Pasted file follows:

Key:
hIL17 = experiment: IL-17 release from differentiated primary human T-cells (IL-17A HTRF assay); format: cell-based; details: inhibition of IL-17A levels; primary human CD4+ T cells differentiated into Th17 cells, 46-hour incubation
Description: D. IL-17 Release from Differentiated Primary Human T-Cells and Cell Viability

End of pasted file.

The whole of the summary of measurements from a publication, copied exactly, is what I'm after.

Key:
hIL17 = experiment: IL-17 release from differentiated primary human T-cells (IL-17A HTRF assay); format: cell-based; details: inhibition of IL-17A levels; primary human CD4+ T cells differentiated into Th17 cells, 46-hour incubation
Description: D. IL-17 Release from Differentiated Primary Human T-Cells and Cell Viability